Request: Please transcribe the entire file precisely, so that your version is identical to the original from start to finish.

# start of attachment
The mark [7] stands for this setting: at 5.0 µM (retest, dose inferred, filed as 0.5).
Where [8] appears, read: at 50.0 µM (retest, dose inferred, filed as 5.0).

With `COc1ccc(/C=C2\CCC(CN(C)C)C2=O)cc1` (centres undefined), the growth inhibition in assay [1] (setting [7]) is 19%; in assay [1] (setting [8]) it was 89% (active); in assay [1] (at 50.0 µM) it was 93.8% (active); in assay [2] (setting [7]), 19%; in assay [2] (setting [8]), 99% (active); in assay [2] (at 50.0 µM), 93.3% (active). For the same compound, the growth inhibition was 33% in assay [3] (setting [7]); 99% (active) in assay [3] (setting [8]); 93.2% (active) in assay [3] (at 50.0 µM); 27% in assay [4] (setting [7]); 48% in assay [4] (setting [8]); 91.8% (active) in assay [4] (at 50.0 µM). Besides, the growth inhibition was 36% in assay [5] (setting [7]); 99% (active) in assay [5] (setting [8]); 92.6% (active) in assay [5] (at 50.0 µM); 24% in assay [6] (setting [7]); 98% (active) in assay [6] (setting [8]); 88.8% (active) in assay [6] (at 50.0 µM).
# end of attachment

The mark [7] stands for this setting: at 5.0 µM (retest, dose inferred, filed as 0.5).
Where [8] appears, read: at 50.0 µM (retest, dose inferred, filed as 5.0).

With `COc1ccc(/C=C2\CCC(CN(C)C)C2=O)cc1` (centres undefined), the growth inhibition in assay [1] (setting [7]) is 19%; in assay [1] (setting [8]) it was 89% (active); in assay [1] (at 50.0 µM) it was 93.8% (active); in assay [2] (setting [7]), 19%; in assay [2] (setting [8]), 99% (active); in assay [2] (at 50.0 µM), 93.3% (active). For the same compound, the growth inhibition was 33% in assay [3] (setting [7]); 99% (active) in assay [3] (setting [8]); 93.2% (active) in assay [3] (at 50.0 µM); 27% in assay [4] (setting [7]); 48% in assay [4] (setting [8]); 91.8% (active) in assay [4] (at 50.0 µM). Besides, the growth inhibition was 36% in assay [5] (setting [7]); 99% (active) in assay [5] (setting [8]); 92.6% (active) in assay [5] (at 50.0 µM); 24% in assay [6] (setting [7]); 98% (active) in assay [6] (setting [8]); 88.8% (active) in assay [6] (at 50.0 µM).